Michael McKinley in the Capitol, Oct. 16. Photo: Mark Wilson/Getty Images

Michael McKinley, former senior adviser to Secretary of State Mike Pompeo, aired concerns about an increasingly politicized State Department to House committees leading an impeachment inquiry into President Trump on Wednesday, according to excerpts of his prepared remarks released to news outlets.

What he's saying: McKinley said he abruptly resigned last week after the State Department did not publicly support former Ukraine Ambassador Marie Yovanovitch, following Trump disparaging her on a July 25 phone call to the Ukrainian president, the New York Times reports. McKinley said the State Department had discouraged diplomats from testifying to House investigators, per the Times.

What he's saying: Per NPR, McKinley said during his testimony, "The timing of my resignation was the result of two overriding concerns: the failure, in my view, of the State Department to offer support to Foreign Service employees caught up in the impeachment inquiry on Ukraine; and, second, by what appears to be the utilization of our ambassadors overseas to advance domestic political objectives."

"I was disturbed by the implication that foreign governments were being approached to procure negative information on political opponents. I was convinced that this would also have a serious impact on foreign service morale and the integrity of our work overseas."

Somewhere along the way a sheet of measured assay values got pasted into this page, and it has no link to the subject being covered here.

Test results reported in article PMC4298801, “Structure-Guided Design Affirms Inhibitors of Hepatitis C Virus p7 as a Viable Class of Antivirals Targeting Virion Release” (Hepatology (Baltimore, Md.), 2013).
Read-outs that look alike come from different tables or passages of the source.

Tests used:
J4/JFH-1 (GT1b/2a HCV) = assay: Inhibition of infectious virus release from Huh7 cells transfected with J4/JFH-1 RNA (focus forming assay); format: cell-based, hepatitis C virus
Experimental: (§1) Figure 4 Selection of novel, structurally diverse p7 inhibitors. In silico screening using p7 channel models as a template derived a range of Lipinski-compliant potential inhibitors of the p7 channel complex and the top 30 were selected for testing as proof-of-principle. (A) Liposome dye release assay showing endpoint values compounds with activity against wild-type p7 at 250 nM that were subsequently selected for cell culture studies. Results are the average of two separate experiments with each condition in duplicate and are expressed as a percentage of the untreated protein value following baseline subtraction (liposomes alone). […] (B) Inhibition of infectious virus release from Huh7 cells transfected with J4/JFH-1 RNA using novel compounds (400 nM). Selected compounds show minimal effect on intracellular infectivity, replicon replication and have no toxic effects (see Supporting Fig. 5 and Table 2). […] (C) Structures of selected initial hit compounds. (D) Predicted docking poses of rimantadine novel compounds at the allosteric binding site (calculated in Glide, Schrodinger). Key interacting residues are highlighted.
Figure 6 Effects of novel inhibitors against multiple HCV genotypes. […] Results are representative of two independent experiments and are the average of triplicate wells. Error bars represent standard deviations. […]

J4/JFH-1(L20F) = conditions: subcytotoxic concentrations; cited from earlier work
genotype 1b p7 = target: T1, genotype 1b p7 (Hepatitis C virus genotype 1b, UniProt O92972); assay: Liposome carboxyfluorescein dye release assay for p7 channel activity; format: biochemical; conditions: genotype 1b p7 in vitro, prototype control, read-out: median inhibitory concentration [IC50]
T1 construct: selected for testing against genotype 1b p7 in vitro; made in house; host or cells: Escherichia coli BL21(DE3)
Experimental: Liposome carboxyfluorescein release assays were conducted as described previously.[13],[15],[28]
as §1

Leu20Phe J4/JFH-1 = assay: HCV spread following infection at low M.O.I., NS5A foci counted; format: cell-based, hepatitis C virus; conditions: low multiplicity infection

"Since I began my career in 1982, I have served my country and every President loyally. Under current circumstances, however, I could no longer look the other way as colleagues are denied the professional support and respect they deserve from us all."
Excerpt of McKinley's testimony

The state of play: The White House has refused to comply with House investigations into whether Trump jeopardized national security by allegedly pressing Ukraine to interfere in the 2020 presidential election and by withholding security assistance provided by Congress to help Ukraine.

Go deeper: Trump-Ukraine scandal: The key players, dates and documents

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Go deeper: Twitter hack raises fears of an unstable election